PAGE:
Mary Shelley’s Frankenstein, one of my favorite books, illustrates how nature usually gets us back when we mess with it. Nature always gets it right. That doesn't mean that all that nature produces is good for us, but rather that all counterfeits that humanity produces fail to measure up to the quality that nature produces.

We need to carefully weigh the benefits and costs of all things man creates before blindly ingesting it into our bodies.

#2 Beware of Big Business and Mass Food Production

It's hard to argue with the economic value of the the Industrial Age--with its focus on efficiencies and mass production. It has raised the standard of living across the world. That said, better economics has come at a price. Mass, un-organic food production--though efficient and economic--has proven time and time again to produce all types of Trojan Horses in our food supply. I will discuss this in more depth, as we examine the effect of big business on fats, dairy, and grains. The negative effects of mass food production by big business has been artfully and soberly chronicled in Robert Kenner's landmark documentary, Food, Inc. (available on Netflix).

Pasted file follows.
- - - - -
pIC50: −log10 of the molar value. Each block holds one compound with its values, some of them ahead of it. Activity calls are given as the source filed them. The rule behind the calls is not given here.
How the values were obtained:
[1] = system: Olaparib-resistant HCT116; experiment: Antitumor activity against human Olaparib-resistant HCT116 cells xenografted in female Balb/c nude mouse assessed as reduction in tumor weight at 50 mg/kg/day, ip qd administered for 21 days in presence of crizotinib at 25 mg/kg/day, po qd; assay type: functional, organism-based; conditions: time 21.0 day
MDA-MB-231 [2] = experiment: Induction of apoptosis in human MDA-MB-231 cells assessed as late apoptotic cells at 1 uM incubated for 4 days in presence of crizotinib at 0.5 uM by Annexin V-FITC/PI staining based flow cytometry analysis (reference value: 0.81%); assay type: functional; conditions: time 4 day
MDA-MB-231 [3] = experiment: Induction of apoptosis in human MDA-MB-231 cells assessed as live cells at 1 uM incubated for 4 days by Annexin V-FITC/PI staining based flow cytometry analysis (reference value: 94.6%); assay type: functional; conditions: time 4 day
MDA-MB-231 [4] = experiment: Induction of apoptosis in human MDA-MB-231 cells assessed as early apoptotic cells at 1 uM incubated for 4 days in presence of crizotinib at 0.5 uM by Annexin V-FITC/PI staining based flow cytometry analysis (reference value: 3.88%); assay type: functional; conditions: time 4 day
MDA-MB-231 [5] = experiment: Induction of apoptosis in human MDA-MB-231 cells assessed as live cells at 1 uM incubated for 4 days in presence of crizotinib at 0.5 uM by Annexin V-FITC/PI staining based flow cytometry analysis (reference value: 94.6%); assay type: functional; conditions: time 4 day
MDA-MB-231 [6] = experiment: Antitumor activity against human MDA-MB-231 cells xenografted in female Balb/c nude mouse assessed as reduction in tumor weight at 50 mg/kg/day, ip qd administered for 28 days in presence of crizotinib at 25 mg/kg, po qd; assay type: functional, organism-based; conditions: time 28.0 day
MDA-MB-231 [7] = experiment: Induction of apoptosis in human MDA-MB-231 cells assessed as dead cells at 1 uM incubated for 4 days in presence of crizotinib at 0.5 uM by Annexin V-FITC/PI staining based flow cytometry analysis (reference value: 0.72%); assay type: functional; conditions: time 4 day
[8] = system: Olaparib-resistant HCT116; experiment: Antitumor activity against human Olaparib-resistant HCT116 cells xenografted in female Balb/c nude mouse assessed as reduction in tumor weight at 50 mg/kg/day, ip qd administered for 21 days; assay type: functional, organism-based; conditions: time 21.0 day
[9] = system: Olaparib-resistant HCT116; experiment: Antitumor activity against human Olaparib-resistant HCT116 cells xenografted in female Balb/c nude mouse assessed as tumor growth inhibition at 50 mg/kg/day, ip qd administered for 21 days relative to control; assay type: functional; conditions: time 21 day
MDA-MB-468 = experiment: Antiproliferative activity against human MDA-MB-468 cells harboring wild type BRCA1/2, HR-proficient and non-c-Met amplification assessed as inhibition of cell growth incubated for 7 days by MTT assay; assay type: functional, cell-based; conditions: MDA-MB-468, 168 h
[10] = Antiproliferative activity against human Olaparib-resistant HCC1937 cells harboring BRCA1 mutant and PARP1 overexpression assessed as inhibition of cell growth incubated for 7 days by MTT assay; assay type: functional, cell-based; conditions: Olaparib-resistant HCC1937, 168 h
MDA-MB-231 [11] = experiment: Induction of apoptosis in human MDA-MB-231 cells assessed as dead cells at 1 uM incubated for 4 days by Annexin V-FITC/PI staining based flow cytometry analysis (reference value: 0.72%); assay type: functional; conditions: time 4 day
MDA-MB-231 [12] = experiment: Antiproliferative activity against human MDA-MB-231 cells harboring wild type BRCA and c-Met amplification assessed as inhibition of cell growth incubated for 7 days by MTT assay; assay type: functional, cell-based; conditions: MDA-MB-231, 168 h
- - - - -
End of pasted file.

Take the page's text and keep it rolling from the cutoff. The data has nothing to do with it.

I own a business, and I'm fiscally conservative. I don't hate one-percenters, and I'm not picketing on wall street anytime soon. That said, I've learned to be very wary of any claims made by big business and organizations supported by them when it comes to my food consumption. I accept that their primary motivation is profits and creating shareholder value rather than my well-being.

#3 Employ Variety and Moderation

Variety and moderation are key. When we focus too heavily on one food group, or eat food in an unnatural way, we run into problems. For example, flax is a phyto-estrogen. If you consume too much flax, you can develop complications. For example, men can grow breasts. Spinach is good for you, right? Sure , but over-consumption of spinach can cause kideny stones. Too much kale? You can develop hypothyroidism. So, lets mix it up folks.